Compared with the congested districts in the other provinces of India, with the exception of Assam, the lot of the Burman is decidedly enviable.
It happened, accordingly, that the Burmese, carrying their arms into Assam and Manipur, penetrated to the British border near Sylhet, odthe north-east frontier of Bengal, beyond which were the possessions of the chiefs of Cachar, under the protection of the British government.
This species is now only met with in a wild state in the Assam plain, though, it formerly had a wider range.
It is the smallest of all the species, and its geographical range is nearly the same as that of the Javan species, though not extending into Java; it has been found in Assam, Chittagong, Burma, the Malay Peninsula, Sumatra and Borneo.
By the British province of Assam, and the district of Jalpaiguri; and on the W.
It is peculiar to this tract, not being found in any of the neighbouring countries of Assam, Nepal, Tibet or Bengal, and unites in an eminent degree the two qualities of strength and beauty.
From this period little intercourse took place with Bhutan, until the occupation of Assam by the British in 1826.
But his negotiations yielded no definite result; and every other means of obtaining redress and security proving unsuccessful, the Assam Dwars were wrested from the Bhutias, and the British government consented to pay to Bhutan a sum of £l000 per annum as compensation for the resumption of their tenure, during the good behaviour of the Bhutias.
Eden's return the viceroy at once disavowed his treaty, sternly stopped the former allowance for the Assam Dwars, and demanded the immediate restoration of all British subjects kidnapped during the last five years.
The Bhutan government formally ceded all the eighteen Dwars of Bengal and Assam, with the rest of the territory taken from them, and agreed to liberate all kidnapped British subjects.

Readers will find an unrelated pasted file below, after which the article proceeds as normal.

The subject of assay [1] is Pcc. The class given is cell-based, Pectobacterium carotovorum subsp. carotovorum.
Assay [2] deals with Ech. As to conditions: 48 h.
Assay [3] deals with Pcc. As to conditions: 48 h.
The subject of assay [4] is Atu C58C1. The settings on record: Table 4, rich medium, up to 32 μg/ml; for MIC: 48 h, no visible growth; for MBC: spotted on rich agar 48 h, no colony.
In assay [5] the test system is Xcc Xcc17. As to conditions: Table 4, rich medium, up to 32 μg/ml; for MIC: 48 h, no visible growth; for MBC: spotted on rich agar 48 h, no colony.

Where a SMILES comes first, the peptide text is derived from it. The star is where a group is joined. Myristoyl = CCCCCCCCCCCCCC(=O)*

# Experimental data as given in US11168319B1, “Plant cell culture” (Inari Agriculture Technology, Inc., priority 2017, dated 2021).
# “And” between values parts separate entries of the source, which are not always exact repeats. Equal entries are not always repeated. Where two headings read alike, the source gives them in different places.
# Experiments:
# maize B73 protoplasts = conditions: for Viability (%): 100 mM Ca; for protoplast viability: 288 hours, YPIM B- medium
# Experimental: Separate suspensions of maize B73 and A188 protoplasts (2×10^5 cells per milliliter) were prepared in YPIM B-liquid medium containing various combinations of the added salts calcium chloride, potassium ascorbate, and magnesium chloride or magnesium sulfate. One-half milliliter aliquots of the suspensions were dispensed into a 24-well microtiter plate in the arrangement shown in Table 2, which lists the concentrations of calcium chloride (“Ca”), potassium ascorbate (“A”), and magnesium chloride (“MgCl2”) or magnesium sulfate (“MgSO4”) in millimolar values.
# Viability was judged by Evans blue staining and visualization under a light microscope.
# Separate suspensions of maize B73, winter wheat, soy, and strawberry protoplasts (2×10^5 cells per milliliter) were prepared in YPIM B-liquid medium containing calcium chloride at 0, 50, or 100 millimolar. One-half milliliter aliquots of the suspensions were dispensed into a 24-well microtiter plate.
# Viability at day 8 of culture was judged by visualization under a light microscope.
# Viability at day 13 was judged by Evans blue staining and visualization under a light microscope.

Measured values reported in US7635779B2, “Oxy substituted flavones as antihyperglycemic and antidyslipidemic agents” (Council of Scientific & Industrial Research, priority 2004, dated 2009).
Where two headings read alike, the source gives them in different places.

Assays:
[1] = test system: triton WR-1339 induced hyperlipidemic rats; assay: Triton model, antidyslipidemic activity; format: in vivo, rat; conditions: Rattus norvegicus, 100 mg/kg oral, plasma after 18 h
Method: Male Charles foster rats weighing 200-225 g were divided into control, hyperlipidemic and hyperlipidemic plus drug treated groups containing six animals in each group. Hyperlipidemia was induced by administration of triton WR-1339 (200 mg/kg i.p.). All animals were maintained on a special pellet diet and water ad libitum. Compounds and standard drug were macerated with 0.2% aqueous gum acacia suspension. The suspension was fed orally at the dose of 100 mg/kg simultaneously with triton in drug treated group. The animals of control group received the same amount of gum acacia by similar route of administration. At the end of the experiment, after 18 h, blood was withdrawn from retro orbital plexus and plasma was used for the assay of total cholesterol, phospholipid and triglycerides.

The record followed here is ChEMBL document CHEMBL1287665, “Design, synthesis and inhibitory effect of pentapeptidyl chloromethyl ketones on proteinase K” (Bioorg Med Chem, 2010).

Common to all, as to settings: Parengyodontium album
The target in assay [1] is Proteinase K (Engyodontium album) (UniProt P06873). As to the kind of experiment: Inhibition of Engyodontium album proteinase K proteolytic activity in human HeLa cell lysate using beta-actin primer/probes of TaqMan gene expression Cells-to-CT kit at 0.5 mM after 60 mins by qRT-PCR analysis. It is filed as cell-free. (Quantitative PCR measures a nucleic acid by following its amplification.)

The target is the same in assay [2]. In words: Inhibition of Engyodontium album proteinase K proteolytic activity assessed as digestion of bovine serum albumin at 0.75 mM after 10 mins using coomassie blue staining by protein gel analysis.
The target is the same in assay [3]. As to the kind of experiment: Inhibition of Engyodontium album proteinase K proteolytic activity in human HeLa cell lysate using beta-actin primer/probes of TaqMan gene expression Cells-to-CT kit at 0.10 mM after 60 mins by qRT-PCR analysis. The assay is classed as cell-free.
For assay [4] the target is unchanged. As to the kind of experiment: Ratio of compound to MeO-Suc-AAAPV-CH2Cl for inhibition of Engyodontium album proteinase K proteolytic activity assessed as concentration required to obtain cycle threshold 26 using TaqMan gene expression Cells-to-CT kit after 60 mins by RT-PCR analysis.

Their language, the most distinctively Lao-Tai attribute which they have, plainly shows their very close relationship with the latter race and its present branches, the Shans (Tai Long) and the Ahom of Assam, while their appearance, customs, written character and religion bear strong evidence of their affinity with the Khmers.
In Assam there is a small spiny hare (Caprolagus hispidus), with the habits of a rabbit; and an allied species (Nesolagus nitscheri) inhabits Sumatra, and a third (Pentalagus furnessi) the Liu-kiu Islands.
The spiny rabbit, separated from Lepus by Blyth in 1845 under the name of Caprolagus hispidus, is an inhabitant of Assam and the adjacent districts, and distinguished by its harsh, bristly fur and short ears and tail.
Next in promising qualities is the muga or moonga worm of Assam, Antheraea assaina, a species to some extent domesticated in its native country.
The eria or arrindi moth of Bengal and Assam, Attacus ricini, which feeds on the castor-oil plant, yields seven generations yearly, forming loose flossy orange-red and sometimes white cocoons.
Farther east the Takpa of Tawang in the eastern Assam Himalayas appears to form a transition between the central and the Sifan group of dialects on the Chinese frontier, which includes the Minyak, Sungpan, Lifan and Tochu dialects.
Patna in Bengal is the chief market for the Nepal trade; Diwangiri and Udalguri for Assam, and Darjeeling and Kalimpong for Sikkim and Chumbi.
The Baptists have also stations in Arakan and Assam where they link up with the Welsh Calvinistic Methodists (1845).
Taxoides is found in Assam, Arakan and perhaps in China; and there is probably another in Tibet.
About the year 1820 Mr David Scott, the first commissioner of Assam, sent to Calcutta from Kuch Behar and Rangpur - the very districts indicated by Sir Joseph Banks as favourable for tea-growing - certain leaves, with a statement that they were said to belong to the wild tea-plant.
These very leaves ultimately came into the herbarium of the Linnean Society of London, and have authoritatively been pronounced to belong to the indigenous Assam tea-plant.
It was not till 1834 that, overcome by the insistence of Captain Francis Jenkins, who maintained and proved that, called by the name Camellia or not, the leaves belonged to a tea-plant, Dr Wallich admitted "the fact of the genuine tea-plant being a native of our territories in Upper Assam as incontrovertibly proved."